There's also familiarity between Ole Miss head coach Mike Bianco and TCU head coach Jim Schlossnagle from when Bianco was an assistant coach at LSU (1993-97) and Schlossnagle was associate head coach at Tulane (1994-2001). 

Their relationship has continued over the years, including the 2013 summer with the USA Baseball Collegiate National Team, where Bianco was the pitching coach and Schlossnagle was the head coach.

"We have played them through the years," head coach Mike Bianco said. "You play them a lot in postseason because they're very good. It's certainly a team that we have a tremendous amount of respect for. It's a team that can really pitch. The difference this year for them is they're more offensive than they have been in the last couple of years."

More on TD Ameritrade Park Debate: Why is it so difficult to score runs at the CWS?, writes Jon Nyatawa from the Omaha World-Herald


 

OMAHA, Neb. -- Ole Miss has scored three runs over its first two games at the College World Series. All three came in pinch-hitting opportunities. 

The first was an RBI groundout from sophomore Holt Perdzock in Sunday's 2-1 loss to Virginia. The second and third came from Perdzock and senior John Gatlin, the latter of which lifted the Rebels to a 2-1 win over Texas Tech in walk-off fashion.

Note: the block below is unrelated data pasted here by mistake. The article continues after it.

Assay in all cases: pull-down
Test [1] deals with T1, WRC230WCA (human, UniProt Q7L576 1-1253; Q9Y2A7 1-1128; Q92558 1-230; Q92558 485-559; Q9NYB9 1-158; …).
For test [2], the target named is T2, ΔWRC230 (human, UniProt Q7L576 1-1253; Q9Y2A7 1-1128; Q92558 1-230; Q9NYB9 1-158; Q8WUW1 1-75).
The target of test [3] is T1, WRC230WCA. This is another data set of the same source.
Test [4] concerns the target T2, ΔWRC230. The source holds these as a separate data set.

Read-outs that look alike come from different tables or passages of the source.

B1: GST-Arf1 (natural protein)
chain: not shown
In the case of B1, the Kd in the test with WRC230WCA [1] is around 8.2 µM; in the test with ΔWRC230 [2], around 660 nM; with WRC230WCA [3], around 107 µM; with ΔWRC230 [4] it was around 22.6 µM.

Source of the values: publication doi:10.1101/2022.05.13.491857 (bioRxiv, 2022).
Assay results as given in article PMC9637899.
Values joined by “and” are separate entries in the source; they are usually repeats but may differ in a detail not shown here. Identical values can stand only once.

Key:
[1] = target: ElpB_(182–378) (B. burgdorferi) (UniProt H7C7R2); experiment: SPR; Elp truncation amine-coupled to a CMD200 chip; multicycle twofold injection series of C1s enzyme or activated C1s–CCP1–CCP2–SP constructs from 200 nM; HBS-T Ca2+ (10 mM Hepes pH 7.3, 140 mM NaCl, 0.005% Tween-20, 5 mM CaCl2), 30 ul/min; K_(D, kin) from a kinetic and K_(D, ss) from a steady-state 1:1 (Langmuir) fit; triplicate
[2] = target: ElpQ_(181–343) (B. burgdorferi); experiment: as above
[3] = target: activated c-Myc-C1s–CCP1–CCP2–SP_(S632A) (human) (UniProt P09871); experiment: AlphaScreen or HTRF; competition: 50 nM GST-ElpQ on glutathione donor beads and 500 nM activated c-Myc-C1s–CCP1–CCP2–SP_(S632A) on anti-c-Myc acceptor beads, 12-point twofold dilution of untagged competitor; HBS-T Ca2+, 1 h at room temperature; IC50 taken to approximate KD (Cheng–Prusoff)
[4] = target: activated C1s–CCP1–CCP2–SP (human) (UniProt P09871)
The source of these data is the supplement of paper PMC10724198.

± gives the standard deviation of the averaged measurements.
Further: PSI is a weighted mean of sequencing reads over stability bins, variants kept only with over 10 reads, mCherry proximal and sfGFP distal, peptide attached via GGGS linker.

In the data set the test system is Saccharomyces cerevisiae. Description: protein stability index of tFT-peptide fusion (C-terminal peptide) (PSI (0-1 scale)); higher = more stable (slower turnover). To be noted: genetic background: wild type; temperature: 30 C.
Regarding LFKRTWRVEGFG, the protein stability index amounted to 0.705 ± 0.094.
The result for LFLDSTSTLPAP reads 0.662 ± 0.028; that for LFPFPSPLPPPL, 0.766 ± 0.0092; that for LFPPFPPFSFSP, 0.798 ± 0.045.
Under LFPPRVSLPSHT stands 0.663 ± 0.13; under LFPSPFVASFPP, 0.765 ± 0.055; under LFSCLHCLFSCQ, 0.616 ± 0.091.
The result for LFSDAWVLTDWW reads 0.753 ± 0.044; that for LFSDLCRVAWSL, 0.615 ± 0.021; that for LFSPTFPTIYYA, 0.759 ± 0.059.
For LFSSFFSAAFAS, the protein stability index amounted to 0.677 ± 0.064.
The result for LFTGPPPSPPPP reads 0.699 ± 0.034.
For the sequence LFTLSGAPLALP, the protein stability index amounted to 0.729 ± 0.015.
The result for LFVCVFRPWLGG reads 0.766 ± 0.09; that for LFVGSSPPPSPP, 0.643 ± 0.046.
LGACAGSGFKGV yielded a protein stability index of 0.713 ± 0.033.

"Yeah, we've done that throughout the entire season," Gatlin said. "One through 27 contributes each week in some form or fashion. And Coach Bianco does a great job making sure late in the game when it's getting tight like that, be swinging, get your legs loose and be ready to go. Like I said, we're expected to get it done, and we've been pretty successful at it."

Perdzock delivered the big hit in a 10-4 win over Louisiana-Lafayette to send Ole Miss to the College World Series, as he cleared the bases with a double to right to score two run while a fielding error allowed a third run to score. Against Texas Tech, his two-out, RBI single in the seventh looked to be game-winning run before the Red Raiders tied the game in the ninth.

He has perfected his role as a pinch-hitter this season with 12 hits in 35 at-bats with six RBI, including three hits in five at-bats with four RBI in the NCAA Tournament.

"I have been doing it all year, so I'm used to it," Perdzock said. "I try to stay clam and do what I do. When I was up there, I tried to hit one the other way because the ball was tailing a little bit. He ended up throwing it, but it sneaked through, so I'm happy about it."

For Gatlin, it was his second walk-off hit of the season. He lifted Ole Miss to a 4-3 win over UCF in 13 innings back on Feb. 28, but Tuesday's walk-off takes on a special meaning, not only because of the stage in the College World Series but also the recent passing of his grandmother.

"You saw he was tearing up afterwards," fellow senior Will Allen said. "That's every kid's dream, to hit a walk-off in Omaha. He did it. He's been a huge part of this on the bench and in the locker room. I was proud for him."

"I wouldn't think of anything else that she could be more proud of," said Gatlin of his deceased grandmother. "And Coach (Cliff) Godwin asked me if I needed to go home. And I said, 'Are you kidding me? She'd kill me if I came home right now.' But, yeah, game's on the line like that, so much going through your head, she was definitely part of it."

Trent Answers The Bell For Rebels

OMAHA, Neb. -- With runs at a premium at cavernous TD Ameritrade Park, every pitch takes on added importance, and you could feel it with sophomore left-hander Christian Trent, as he kept making pitches to get out of innings.